Tuesday, 14 April 2015

The Man Who Fell to Earth...With a Bump

It had to happen. There I was, far too pleased with myself for having survived my 50k, chuffed with my improving times on the road. It was about time someone, or something put me back in my place.

That thing, was Pendle Hill. I forgot how tough this thing is. Fell running is bloody hard!

Go back a couple of years, and I was knocking out a 3,000ft hill session every Sunday like it weren't no thang. Today, just over 2,000ft, over 7.7mi and I'm absolutely buggered! True, it might not have been sensible doing today after a very heavy leg session in the gym yesterday (walking tomorrow and Thursday will be, er, interesting...)

It was the climbs that did me in. Not surprising, nature of the beast and all, but I mean that it wasn't my lungs giving in. It was more like my calves initially, and I had to keep stopping to let the tension ease off. Later on, as I was running off Ogden Clough, I could just feel the energy leave my legs and moving them was a constant battle. I even felt a bit of a bonk come in towards the end of the run. Luckily I 

I started in Barley and was aiming to follow the Pendle Cloughs route from CP4 to CP8. In the end, after bludgeoning my way up from CP5, taking a direct line through the heather, I decided that I could see CP6 from where I crossed the wall on the path up from Deerstones - which was enough for me, so turned right to Ogden Clough. I also decided that it was sufficient to glance up to my right as I crossed Boar Clough to where CP7 would be, and I know where CP8 is, so buggered off home. I suppose that's the good thing with these runs: even when you want to give up, you've still got to run 3 miles back to the car, with a bloody big hill (or two) in between.

Now I'm sat feeling the creaks and aches seep into my knees and ankles, and rediscovering bits of my feet I'd long forgotten about: all the tendons and ligaments feeling very tender.

But I loved it. I saw only 2 people while I was out, the sun was shining, the evening air was cooling... I'd also forgotten how much I enjoyed this. 

And from here on in, I can only get better. Every turned ankle tonight means my ligaments will be stronger next time; every misplaced footstep means quicker thinking in future; every wrong line means better judgement. And of course, my hill fitness will improve.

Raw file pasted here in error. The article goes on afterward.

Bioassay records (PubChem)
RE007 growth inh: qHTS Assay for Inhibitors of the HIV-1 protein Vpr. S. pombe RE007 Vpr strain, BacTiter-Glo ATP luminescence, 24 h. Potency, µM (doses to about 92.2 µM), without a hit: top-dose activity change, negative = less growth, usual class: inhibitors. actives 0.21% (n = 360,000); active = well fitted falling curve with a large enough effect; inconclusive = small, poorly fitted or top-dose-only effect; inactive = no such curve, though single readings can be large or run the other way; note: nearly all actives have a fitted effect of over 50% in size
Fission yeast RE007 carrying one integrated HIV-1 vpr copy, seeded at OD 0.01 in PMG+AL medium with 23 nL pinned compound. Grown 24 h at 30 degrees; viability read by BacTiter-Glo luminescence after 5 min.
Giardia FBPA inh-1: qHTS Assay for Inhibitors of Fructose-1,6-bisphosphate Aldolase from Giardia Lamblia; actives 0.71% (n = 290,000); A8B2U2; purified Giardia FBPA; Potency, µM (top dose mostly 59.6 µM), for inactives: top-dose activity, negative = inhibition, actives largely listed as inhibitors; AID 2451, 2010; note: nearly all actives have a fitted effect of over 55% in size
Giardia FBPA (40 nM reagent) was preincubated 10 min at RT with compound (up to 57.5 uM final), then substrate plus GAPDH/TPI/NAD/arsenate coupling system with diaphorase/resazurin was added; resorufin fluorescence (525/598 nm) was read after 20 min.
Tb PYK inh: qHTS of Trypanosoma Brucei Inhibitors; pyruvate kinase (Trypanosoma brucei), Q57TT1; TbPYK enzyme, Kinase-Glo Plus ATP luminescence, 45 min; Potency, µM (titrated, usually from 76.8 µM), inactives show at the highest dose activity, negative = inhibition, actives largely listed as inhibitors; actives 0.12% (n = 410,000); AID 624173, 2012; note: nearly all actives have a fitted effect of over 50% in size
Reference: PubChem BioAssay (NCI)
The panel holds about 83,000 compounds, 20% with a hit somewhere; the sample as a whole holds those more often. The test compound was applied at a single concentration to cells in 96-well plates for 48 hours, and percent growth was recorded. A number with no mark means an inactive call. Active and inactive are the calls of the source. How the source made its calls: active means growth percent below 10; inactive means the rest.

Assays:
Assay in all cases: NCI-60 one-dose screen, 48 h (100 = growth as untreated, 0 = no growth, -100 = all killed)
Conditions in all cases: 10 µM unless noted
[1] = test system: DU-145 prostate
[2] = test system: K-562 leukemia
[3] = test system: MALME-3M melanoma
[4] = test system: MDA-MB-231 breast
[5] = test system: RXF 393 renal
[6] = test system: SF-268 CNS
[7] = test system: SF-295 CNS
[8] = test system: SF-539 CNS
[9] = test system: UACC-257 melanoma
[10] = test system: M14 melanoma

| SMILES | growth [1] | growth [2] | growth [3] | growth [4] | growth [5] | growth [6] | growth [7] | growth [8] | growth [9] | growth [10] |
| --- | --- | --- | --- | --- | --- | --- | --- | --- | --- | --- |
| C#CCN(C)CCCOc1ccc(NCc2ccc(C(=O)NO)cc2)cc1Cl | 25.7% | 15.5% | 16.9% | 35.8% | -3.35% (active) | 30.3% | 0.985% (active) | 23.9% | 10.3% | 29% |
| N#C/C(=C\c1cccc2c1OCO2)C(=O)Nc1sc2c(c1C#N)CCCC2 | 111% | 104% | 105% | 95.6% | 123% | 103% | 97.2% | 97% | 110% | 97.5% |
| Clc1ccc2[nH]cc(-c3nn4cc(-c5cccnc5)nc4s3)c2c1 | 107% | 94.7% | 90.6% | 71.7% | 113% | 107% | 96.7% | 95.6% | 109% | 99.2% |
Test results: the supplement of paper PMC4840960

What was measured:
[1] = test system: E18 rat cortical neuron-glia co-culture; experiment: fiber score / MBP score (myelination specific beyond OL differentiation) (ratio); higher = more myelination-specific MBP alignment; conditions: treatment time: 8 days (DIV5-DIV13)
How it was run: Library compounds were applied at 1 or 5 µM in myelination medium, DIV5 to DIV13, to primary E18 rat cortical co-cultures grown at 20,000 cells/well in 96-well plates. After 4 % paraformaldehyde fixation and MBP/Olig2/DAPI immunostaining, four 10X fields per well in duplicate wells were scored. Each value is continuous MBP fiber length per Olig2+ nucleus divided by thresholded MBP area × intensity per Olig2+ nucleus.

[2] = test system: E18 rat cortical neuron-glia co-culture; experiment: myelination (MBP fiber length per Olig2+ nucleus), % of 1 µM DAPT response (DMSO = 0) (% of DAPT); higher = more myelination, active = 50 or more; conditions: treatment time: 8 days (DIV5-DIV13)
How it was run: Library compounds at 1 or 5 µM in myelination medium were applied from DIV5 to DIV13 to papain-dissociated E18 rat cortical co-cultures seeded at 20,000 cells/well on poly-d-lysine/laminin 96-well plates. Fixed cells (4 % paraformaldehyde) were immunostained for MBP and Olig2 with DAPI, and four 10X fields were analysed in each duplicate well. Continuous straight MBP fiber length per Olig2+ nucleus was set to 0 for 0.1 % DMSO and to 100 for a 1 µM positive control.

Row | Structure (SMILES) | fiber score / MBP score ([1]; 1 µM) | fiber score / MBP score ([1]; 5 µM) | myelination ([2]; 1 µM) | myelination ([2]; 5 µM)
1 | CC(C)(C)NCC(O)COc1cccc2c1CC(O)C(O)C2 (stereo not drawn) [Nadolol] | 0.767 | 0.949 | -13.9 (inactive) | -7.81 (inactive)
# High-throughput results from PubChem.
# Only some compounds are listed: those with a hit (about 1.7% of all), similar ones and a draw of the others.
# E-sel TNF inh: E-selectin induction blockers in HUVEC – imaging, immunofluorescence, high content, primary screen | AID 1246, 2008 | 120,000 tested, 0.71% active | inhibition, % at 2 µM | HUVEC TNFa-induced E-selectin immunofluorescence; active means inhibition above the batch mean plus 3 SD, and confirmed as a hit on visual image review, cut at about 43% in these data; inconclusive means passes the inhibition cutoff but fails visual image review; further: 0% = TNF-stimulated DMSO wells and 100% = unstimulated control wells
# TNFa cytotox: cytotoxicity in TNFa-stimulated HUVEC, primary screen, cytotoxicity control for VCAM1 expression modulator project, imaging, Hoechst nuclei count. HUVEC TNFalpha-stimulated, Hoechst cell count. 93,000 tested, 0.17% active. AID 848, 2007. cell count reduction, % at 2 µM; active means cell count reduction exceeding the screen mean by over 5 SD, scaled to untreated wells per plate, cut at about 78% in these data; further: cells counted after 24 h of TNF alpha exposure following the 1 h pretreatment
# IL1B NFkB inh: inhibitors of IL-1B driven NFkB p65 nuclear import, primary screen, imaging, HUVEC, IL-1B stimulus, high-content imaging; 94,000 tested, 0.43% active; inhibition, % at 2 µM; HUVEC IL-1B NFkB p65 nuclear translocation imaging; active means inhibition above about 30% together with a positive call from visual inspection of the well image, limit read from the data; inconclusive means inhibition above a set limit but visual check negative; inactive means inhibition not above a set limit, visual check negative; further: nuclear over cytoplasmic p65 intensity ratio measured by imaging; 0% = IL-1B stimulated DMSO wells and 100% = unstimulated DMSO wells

But for today at least, it's Hills 1, Gary 0.

Thursday, 26 March 2015

Return of the Knack?

So, long time no blog. Partly because of work, but also because there has been nothing of note in terms of running adventures. Following my last attempt at an ultra (2012 Ultra Race 100...2012?!), when my ITB struck me down…again, I spent a great deal of time trying to redress my biomechanical problems: neuro-muscular firing patterns, strength & flexibility, etc. When I decided to put ultras on the shelf for a while, whilst I got my body together, I thought I would try to get some good shorter distance times benchmarked whilst I was still relatively in my prime (e.g. a decent marathon time, having never done a conventional road marathon).

Along the way, I picked up a couple of other injuries which knocked me back – a stress fracture in my shin, a calf pull, mainly due to my impatience in regaining fitness – and more importantly, pace – post the previous injury and trying to come back too fast too soon. For instance, in 2013 I entered the 2014 Yorkshire Marathon, but had to withdraw about 8 weeks prior. I have learned the hard way that although I still feel (and act) 18, my body is not. I am still on the comeback trail from my last injury, but I am now taking things slow and steady.

Which brings me to the Canalathon. I booked into this in 2014, thinking 50km would be a nice distance to start off with: not too far, but still a test given my most recent ultra experiences. Though I had got further previously (40-50miles) my ITB had kicked in long before that and I suffered my way round, and then had to have a long lay-off as I recovered.

The run itself traces the route of the Rochdale Canal from Manchester to Sowerby Bridge. There are longer options: 75km, which does an additional 15mi loop to Brighouse Locks and back; & 100km, which starts in Sowerby Bridge and reverses the 50km route to Manchester before retracing its steps back to Sowerby Bridge. But with my new sensible head on, I thought I would start off easy and test my progress.

The route
So far, so good. Post-Christmas I was beginning to see my pace and fitness approach what I consider to be normal (though even now, it’s still off), with a plan to ramp up my training in March for this event. My carefully thought out plan was undermined by the fact I thought the race was in May sometime. It was only in February, when trying to make arrangements for a family do in May, and checking if it clashed with this race, that I realised Canalathon was actually scheduled for March. I knew my fitness was not going to be where it needed to be, but thought I’d have a go anyway.